His fourth album for A&M Records, Pleasures of the Harbor was released in 1967, and is recognized as one of Ochs’ less vibrant albums compared to his previous three. The album is notable for its blending of genres such as classical, rock, folk, creating a folk-pop sound.
The most popular track, “Outside of a Small Circle of Friends,” had a reference to marijuana which was misinterpreted, and therefore banned from being played by numerous stations. This resulted in the song never making it onto the charts.
Blood, Sweat & Tears: Blood, Sweat & Tears
A self-titled album, Blood, Sweat, and Tears, was the second album by the group of the same name, released in 1968. The song had five successful Top singles and went on to peak on the United States charts for an impressive seven weeks.
In 1970, the record won the Grammy Award for Album of the year and has been certified quadruple Platinum by the RIAA. Between the United States and Canada, the album sold more than four million copies.
Tracy Chapman: Tracy Chapman
Released on April 5, 1988, under Elektra Records, Tracy Chapman isthe debut and self-titled album of singer/songwriter, Tracy Chapman. When trying to produce the album, many labels didn’t think that her music was would be popular.
Chapman even commented, “I never thought I would get a contract with a major record label […] All the time since I was a kid listening to records and the radio, I didn’t think there was any indication that record people would find the kind of music that I did marketable.” The record ended up becoming successful with Rolling Stone noting that “it caught everyone’s ear in the hair-metal late Eighties”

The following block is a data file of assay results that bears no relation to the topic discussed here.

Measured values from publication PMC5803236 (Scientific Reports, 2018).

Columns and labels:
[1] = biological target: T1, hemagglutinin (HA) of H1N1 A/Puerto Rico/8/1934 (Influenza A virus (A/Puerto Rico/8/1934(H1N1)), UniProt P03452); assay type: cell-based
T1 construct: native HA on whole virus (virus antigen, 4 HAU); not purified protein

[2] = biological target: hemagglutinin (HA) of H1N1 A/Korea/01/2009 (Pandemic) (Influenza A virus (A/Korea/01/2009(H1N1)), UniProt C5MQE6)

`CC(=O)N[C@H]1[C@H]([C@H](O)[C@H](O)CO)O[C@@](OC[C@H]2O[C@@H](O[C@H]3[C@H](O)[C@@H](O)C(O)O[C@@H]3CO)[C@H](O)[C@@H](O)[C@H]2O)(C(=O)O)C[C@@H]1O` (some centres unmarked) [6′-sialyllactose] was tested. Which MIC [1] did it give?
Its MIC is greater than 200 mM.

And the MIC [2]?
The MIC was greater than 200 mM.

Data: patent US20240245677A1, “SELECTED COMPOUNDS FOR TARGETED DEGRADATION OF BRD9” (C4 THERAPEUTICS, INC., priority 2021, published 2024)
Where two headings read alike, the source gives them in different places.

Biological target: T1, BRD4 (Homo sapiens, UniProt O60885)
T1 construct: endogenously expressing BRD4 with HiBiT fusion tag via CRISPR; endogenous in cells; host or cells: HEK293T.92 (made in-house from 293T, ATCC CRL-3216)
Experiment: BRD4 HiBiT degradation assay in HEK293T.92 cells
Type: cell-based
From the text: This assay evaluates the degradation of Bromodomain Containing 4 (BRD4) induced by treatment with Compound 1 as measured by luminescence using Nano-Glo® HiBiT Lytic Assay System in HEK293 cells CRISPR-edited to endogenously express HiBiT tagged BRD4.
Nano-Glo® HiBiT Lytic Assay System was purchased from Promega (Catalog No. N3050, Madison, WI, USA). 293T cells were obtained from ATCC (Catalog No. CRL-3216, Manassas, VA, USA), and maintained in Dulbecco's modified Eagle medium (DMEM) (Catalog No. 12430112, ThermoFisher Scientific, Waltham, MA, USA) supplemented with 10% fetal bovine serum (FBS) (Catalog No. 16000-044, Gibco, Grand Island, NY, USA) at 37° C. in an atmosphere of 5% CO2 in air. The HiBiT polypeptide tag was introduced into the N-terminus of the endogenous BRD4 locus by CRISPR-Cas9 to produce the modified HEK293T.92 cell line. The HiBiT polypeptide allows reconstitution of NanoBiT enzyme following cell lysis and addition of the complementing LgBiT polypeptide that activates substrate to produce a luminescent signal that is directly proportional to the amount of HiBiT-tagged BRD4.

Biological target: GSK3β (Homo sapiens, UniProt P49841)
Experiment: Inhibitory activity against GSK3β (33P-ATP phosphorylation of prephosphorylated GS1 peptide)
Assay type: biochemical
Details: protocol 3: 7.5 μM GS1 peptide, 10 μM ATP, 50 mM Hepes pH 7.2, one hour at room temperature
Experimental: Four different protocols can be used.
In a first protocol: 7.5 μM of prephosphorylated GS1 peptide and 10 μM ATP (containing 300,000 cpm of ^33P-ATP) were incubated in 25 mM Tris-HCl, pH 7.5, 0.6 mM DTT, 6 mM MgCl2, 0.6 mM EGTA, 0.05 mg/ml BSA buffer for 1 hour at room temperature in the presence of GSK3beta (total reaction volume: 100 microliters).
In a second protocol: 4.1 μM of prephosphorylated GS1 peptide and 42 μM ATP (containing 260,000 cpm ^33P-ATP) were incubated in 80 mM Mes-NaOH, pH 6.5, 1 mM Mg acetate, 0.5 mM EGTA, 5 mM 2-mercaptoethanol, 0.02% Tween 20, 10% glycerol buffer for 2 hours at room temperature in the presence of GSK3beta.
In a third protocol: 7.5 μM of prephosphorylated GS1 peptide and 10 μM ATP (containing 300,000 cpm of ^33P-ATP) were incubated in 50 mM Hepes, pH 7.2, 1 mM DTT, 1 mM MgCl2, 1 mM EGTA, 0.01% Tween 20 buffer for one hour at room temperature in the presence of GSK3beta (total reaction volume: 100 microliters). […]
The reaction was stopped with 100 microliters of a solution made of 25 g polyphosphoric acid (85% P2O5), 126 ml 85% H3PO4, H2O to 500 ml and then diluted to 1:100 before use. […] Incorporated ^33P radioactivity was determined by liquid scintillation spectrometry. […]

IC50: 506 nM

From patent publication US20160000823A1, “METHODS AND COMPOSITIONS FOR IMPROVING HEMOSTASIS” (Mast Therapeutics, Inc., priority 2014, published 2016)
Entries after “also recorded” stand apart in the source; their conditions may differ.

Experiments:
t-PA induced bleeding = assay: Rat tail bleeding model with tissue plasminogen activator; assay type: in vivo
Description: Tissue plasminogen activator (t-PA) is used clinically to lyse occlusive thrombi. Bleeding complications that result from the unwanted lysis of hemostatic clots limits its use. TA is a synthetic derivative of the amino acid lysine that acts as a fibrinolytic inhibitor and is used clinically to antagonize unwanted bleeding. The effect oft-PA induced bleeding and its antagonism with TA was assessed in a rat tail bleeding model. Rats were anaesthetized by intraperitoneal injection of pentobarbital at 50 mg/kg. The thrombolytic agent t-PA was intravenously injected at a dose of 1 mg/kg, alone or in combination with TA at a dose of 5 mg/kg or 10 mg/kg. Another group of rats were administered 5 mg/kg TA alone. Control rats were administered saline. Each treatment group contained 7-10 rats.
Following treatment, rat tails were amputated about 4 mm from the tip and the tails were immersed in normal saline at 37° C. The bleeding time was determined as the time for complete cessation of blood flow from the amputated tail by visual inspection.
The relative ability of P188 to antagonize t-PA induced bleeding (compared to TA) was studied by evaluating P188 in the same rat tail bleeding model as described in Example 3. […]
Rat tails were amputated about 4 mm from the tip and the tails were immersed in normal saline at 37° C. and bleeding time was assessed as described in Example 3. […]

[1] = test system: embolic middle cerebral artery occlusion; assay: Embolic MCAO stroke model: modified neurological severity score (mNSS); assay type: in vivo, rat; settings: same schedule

Dire Straits: Brothers In Arms
Released by Vertigo Records on May 13, 1985, Brothers in Arms is the fifth studio album by the British rock group, Dire Straits. After its release, the album went on to become a No.1 worldwide, spending 14 non-consecutive weeks at No.1 on the UK Albums Chart and nine weeks at the No.1 spot on the Billboard Hot 200.
It is the eighth best-selling album in the history of the United Kingdom, certified nine-times platinum after selling over 30 million copies.
Robert Cray: Strong Persuader
The fifth studio album from Robert Cray, Strong Persuader, was released on November 17, 1986, by Mercury and Hightone Records. The album is considered to be Robert Cray’s breakthrough album, selling over 2 million copies and breaking into the mainstream.